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Fish fossil suggests our skeleton evolved face first

Fish fossil suggests our skeleton evolved face first

New Scientist

Image: Brian Choo

Did our distant ancestors emerge face-first into the world? This is the intriguing question raised by a new-found fossil. It is thought to be the earliest known fish to possess important facial bones seen in most fish, reptiles and mammals today, but its other bones are much more primitive. That suggests the face was the first modern skeletal feature to evolve.

The 419-million-year-old fossil is 20 centimetres long and was excavated from a quarry near Qujing in China’s Yunnan province. It is exquisitely preserved in three dimensions and has a complete set of jawbones. The researchers have named it Entelognathus or “complete jaw”.

The fossil is important because it dates to the time that modern fish first appeared in the early oceans. Modern fish fall into two major groups: those with a bony skeleton, like cod, and those with a cartilaginous skeleton, like sharks and rays. Both groups are thought to have evolved from a now-extinct group of primitive fish called placoderms, which were heavily armoured with bony plates.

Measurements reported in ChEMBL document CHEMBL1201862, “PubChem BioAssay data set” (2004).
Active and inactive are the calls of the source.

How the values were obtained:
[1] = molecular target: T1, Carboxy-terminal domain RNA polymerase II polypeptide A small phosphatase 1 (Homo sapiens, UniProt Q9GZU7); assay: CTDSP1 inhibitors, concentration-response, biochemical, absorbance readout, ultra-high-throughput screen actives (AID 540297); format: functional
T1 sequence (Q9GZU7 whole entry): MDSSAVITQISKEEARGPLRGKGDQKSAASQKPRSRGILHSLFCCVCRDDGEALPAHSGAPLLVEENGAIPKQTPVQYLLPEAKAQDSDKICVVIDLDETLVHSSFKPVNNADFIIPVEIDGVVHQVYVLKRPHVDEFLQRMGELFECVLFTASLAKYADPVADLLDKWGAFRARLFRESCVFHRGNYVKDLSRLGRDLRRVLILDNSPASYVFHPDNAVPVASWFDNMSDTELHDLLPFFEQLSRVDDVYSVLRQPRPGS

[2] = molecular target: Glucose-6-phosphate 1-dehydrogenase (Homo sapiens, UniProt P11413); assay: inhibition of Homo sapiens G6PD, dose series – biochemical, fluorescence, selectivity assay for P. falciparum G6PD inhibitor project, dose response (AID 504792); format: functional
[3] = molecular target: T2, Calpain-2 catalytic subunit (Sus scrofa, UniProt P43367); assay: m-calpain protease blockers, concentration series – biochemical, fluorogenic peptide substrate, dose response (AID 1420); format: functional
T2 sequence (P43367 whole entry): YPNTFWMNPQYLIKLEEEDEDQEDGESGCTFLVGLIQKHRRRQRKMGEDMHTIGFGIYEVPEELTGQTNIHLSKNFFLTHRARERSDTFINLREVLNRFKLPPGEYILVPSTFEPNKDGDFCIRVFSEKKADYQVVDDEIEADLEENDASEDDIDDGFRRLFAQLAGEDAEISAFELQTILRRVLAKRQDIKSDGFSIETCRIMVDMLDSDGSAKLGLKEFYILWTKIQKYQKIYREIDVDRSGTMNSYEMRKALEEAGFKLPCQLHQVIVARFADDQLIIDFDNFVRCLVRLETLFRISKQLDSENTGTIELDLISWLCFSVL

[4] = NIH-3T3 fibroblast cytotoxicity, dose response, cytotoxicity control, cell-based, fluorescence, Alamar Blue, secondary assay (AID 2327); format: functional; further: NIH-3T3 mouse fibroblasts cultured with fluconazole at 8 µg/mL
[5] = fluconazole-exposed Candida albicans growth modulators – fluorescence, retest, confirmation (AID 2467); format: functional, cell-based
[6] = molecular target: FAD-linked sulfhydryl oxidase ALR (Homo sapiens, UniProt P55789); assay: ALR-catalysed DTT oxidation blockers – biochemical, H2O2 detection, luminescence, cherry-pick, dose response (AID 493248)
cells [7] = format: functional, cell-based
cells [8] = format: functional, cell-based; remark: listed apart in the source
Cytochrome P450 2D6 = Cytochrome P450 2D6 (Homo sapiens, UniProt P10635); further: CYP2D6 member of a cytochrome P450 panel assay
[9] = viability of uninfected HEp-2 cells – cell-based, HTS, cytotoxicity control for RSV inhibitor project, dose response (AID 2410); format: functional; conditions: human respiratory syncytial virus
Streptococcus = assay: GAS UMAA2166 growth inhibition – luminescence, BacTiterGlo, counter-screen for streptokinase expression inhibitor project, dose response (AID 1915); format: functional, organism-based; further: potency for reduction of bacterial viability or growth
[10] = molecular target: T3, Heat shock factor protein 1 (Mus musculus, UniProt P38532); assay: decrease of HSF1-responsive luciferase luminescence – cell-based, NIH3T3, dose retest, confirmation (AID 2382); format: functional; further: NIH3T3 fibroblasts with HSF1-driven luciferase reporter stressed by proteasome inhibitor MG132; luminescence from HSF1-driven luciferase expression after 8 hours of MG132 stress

From the neck down, Entelognathus is clearly a placoderm. Its skull tells a different story, though. Some features, like the braincase, are typical placoderm, but the pattern of the bones in the jaws is almost identical to that of today’s bony fish. Read more on newscientist.com…